Tuesday 23 Feb 2016
Team of 80 prepares for repairs to major landslip on Settle to Carlisle railway line
- London North Western
A team of 80 people from Network Rail, including geotechnical and engineering experts, are carrying out extensive preparatory work ahead of repairs to a 500,000 tonne landslip on the Settle to Carlisle railway line.
Network Rail is examining all possible long-term solutions to the problem – a challenge made doubly complex by the landslip’s size, the fact it’s still moving and its inaccessible location.
On the ground at Eden Brows, the scene of the slip, 40 of the orange army are building access roads across farmland, setting up a site compound, removing vegetation and taking soil samples to fully understand the underlying ground conditions.
The affected section of embankment, two miles north of Armathwaite, is more than 130m long and 70m wide. Some 500,000 tonnes of earth is still moving down one side of the Eden Gorge towards the River Eden.
The much-loved Settle to Carlisle line is likely to remain closed north of Appleby for several months but, once a single engineering solution is finalised, this preparatory work will enable a swift start to repairs.
Rhiannon Price, Network Rail project manager, said: "Around 500,000 tonnes of earth in the embankment supporting the railway is still on the move downhill towards the River Eden.
"Since our monitoring systems detected significant movement on 9 February our geotechnical and engineering experts have been considering all the possible repair options. We have not yet agreed on the best final engineering solution but we hope to have that soon."
Richard Morris, chairman of the Friends of the Settle Carlisle Line, said: "This iconic line goes through some of the most beautiful landscape in Britain - not least the Eden Gorge. It is also of national strategic importance. There is a big problem for Network Rail at Eden Brows. We recognise the scale of the problem and the time it is likely to take to fix it. We are working closely with Network Rail to achieve the very best outcome."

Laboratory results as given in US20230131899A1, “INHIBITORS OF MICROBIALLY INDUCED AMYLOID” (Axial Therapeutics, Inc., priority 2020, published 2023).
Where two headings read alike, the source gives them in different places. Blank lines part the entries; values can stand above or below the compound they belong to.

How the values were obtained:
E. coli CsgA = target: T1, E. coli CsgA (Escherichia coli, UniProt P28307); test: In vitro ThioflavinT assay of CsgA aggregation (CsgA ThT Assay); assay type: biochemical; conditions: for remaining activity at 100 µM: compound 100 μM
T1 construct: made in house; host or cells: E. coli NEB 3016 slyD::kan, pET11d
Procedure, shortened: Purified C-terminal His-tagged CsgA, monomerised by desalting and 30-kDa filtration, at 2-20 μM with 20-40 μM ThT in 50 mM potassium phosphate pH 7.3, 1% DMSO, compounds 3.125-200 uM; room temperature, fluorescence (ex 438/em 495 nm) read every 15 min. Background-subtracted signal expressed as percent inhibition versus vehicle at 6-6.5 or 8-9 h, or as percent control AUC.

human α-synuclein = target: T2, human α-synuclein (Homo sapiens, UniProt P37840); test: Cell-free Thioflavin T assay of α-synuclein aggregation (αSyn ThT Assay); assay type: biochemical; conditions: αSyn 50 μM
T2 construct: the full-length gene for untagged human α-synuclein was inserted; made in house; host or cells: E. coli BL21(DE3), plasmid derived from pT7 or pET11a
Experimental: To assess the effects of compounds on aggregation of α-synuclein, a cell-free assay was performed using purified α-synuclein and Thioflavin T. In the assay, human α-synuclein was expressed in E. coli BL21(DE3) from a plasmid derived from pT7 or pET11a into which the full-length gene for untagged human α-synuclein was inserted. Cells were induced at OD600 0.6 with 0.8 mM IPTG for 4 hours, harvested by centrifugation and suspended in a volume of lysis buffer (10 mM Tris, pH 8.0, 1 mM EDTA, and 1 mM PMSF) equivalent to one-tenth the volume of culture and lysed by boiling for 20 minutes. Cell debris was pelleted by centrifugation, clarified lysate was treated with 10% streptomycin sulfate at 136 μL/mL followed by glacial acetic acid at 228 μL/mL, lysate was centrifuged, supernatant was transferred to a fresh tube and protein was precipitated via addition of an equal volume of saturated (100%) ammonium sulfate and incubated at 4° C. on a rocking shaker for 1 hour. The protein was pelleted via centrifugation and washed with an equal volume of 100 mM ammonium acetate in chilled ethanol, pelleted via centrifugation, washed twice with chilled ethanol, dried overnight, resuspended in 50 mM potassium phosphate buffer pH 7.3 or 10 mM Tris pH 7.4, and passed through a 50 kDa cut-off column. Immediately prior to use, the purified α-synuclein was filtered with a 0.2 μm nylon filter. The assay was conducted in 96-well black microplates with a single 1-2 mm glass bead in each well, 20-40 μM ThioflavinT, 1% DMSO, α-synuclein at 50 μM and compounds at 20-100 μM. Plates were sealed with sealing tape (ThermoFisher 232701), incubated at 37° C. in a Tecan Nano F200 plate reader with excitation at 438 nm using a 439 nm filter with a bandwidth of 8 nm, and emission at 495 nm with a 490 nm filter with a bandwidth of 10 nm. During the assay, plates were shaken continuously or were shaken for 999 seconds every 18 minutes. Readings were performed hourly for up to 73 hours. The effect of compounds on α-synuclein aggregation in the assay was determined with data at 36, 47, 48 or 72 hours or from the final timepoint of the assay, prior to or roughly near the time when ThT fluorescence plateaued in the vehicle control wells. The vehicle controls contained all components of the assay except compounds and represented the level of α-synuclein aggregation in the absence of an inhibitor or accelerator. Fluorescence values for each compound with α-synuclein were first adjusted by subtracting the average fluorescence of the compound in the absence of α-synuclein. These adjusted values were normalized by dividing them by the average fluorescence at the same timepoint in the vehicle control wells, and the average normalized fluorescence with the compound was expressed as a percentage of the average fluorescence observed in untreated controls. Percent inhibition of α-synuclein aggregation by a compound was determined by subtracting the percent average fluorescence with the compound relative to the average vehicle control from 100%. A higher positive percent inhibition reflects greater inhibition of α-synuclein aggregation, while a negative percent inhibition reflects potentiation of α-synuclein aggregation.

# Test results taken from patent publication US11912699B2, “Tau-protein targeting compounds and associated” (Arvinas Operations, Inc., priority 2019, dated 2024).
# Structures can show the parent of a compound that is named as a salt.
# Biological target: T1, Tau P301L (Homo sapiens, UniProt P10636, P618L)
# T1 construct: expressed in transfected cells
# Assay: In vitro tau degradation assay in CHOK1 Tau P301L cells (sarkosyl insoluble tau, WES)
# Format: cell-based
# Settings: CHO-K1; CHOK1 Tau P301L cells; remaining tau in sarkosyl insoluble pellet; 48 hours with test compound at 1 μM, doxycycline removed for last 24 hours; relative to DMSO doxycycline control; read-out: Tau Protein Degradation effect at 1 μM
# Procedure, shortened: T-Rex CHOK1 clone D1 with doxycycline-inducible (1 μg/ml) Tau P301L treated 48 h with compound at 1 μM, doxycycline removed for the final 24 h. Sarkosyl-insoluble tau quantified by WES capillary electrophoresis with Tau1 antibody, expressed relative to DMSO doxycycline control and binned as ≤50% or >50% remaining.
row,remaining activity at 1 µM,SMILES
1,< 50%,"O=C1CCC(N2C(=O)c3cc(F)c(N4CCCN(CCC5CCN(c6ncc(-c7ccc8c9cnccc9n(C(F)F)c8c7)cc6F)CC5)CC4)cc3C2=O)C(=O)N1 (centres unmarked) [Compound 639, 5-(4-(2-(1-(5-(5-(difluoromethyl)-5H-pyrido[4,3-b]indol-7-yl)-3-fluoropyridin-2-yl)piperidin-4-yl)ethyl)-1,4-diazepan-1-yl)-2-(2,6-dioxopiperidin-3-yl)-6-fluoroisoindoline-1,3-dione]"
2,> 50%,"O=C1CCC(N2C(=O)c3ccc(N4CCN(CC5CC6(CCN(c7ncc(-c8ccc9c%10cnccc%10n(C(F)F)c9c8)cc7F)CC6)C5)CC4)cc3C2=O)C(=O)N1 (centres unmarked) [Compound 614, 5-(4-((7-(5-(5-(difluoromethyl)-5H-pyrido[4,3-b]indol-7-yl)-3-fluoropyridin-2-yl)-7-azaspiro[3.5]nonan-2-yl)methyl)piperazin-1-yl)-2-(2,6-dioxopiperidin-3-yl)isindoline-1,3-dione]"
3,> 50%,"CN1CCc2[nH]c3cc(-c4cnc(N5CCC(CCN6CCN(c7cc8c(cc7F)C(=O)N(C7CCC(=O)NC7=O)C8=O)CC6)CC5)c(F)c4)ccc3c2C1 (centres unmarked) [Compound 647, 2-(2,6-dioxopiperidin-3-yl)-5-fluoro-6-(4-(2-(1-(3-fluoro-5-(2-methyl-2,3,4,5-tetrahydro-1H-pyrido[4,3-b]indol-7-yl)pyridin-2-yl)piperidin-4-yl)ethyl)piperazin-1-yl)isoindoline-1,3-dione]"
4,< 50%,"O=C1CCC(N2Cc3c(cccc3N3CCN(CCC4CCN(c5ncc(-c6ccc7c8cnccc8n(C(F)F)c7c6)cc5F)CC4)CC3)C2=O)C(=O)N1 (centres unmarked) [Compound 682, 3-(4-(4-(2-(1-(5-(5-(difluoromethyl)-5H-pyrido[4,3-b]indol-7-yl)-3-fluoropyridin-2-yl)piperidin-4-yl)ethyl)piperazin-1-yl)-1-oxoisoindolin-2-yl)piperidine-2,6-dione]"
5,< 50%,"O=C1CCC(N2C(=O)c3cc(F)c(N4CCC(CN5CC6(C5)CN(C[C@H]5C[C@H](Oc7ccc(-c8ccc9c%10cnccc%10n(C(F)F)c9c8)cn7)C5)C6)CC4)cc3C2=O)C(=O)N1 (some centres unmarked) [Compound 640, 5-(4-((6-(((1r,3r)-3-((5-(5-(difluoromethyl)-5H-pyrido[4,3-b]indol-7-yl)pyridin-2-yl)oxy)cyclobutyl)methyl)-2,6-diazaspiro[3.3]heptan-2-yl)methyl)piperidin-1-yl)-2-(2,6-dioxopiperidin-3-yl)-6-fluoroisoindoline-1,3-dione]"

Northern Rail is operating trains between Leeds and Appleby and replacement bus services between Appleby and Carlisle.
Alex Hynes, managing director for Northern Rail, said: "This is clearly another challenging and complex engineering project for Network Rail to tackle. While Network Rail engineers assess the extent of the work, we are working to keep our customers on the move and up to date with the latest travel information.
"We are focused on maintaining a reliable service for the customers we serve around Armathwaite and keeping local businesses and communities connected with nearby towns and cities.
"We are operating train services between Leeds and Appleby, with a replacement bus service running between Appleby and Carlisle. Timetable information is available on our website and from National Rail Enquiries. Please check www.northernrail.org/settlecarlisle for the latest news."
To keep up to date on this issue:
· The repair work: www.networkrail.co.uk/carlisle
· Train / replacement bus timetables: www.northernrail.org/settlecarlisle
About Network Rail
Network Rail owns, manages and develops Britain's railway - the 20,000 miles of track, 40,000 bridges and viaducts and the thousands of signals, level crossings and stations (the largest of which we also run). In partnership with train operators we help people take more than 1.65bn journeys by rail every year and move hundreds of millions of tonnes of freight, saving almost 8m lorry journeys. We employ 36,000 people across Britain and work round-the-clock, each and every day, to provide a safe, reliable railway.
About the Railway Upgrade Plan
The Railway Upgrade Plan is Network Rail's investment plan for Britain's railways. It makes up two-thirds of Network Rail's £40bn spending priorities for the five years to 2019 and represents the biggest sustained programme of rail modernisation since the Victoria era. It is designed to provide more capacity, relieve crowding and respond to the tremendous growth Britain's railways continue to experience; passenger numbers have doubled in the past 20 years and are set to double again over the next 25 years - so we need to continue to invest in building a bigger, better railway. For passengers, that means:
- longer, faster more frequent trains;
- better, more reliable infrastructure; and
- better facilities for passengers, especially at stations.